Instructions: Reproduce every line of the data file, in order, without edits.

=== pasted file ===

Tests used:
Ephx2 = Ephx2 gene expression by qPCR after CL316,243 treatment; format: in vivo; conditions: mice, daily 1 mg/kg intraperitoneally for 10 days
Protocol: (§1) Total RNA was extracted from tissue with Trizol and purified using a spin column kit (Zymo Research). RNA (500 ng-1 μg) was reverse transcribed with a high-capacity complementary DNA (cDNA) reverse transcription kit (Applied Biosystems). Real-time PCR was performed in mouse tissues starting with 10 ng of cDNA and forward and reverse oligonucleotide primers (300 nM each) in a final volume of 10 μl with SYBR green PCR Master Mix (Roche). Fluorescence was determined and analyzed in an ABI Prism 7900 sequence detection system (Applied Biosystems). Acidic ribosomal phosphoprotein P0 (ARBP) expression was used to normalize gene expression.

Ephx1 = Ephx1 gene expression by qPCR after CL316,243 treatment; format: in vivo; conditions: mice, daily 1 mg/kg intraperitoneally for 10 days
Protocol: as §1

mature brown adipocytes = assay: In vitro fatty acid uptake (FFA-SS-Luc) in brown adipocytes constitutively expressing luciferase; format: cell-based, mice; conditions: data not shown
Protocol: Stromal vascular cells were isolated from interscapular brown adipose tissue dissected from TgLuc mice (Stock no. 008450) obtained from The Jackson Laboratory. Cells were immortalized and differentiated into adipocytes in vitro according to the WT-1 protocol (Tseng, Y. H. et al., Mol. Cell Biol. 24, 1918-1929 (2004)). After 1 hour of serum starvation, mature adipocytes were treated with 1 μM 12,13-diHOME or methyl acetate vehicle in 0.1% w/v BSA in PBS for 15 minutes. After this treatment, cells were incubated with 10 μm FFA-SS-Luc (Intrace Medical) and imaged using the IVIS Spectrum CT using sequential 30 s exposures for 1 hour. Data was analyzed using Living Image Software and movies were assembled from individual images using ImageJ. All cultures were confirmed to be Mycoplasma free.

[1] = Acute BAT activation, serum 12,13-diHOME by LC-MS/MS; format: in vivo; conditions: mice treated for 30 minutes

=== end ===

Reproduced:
Tests used:
Ephx2 = Ephx2 gene expression by qPCR after CL316,243 treatment; format: in vivo; conditions: mice, daily 1 mg/kg intraperitoneally for 10 days
Protocol: (§1) Total RNA was extracted from tissue with Trizol and purified using a spin column kit (Zymo Research). RNA (500 ng-1 μg) was reverse transcribed with a high-capacity complementary DNA (cDNA) reverse transcription kit (Applied Biosystems). Real-time PCR was performed in mouse tissues starting with 10 ng of cDNA and forward and reverse oligonucleotide primers (300 nM each) in a final volume of 10 μl with SYBR green PCR Master Mix (Roche). Fluorescence was determined and analyzed in an ABI Prism 7900 sequence detection system (Applied Biosystems). Acidic ribosomal phosphoprotein P0 (ARBP) expression was used to normalize gene expression.

Ephx1 = Ephx1 gene expression by qPCR after CL316,243 treatment; format: in vivo; conditions: mice, daily 1 mg/kg intraperitoneally for 10 days
Protocol: as §1

mature brown adipocytes = assay: In vitro fatty acid uptake (FFA-SS-Luc) in brown adipocytes constitutively expressing luciferase; format: cell-based, mice; conditions: data not shown
Protocol: Stromal vascular cells were isolated from interscapular brown adipose tissue dissected from TgLuc mice (Stock no. 008450) obtained from The Jackson Laboratory. Cells were immortalized and differentiated into adipocytes in vitro according to the WT-1 protocol (Tseng, Y. H. et al., Mol. Cell Biol. 24, 1918-1929 (2004)). After 1 hour of serum starvation, mature adipocytes were treated with 1 μM 12,13-diHOME or methyl acetate vehicle in 0.1% w/v BSA in PBS for 15 minutes. After this treatment, cells were incubated with 10 μm FFA-SS-Luc (Intrace Medical) and imaged using the IVIS Spectrum CT using sequential 30 s exposures for 1 hour. Data was analyzed using Living Image Software and movies were assembled from individual images using ImageJ. All cultures were confirmed to be Mycoplasma free.

[1] = Acute BAT activation, serum 12,13-diHOME by LC-MS/MS; format: in vivo; conditions: mice treated for 30 minutes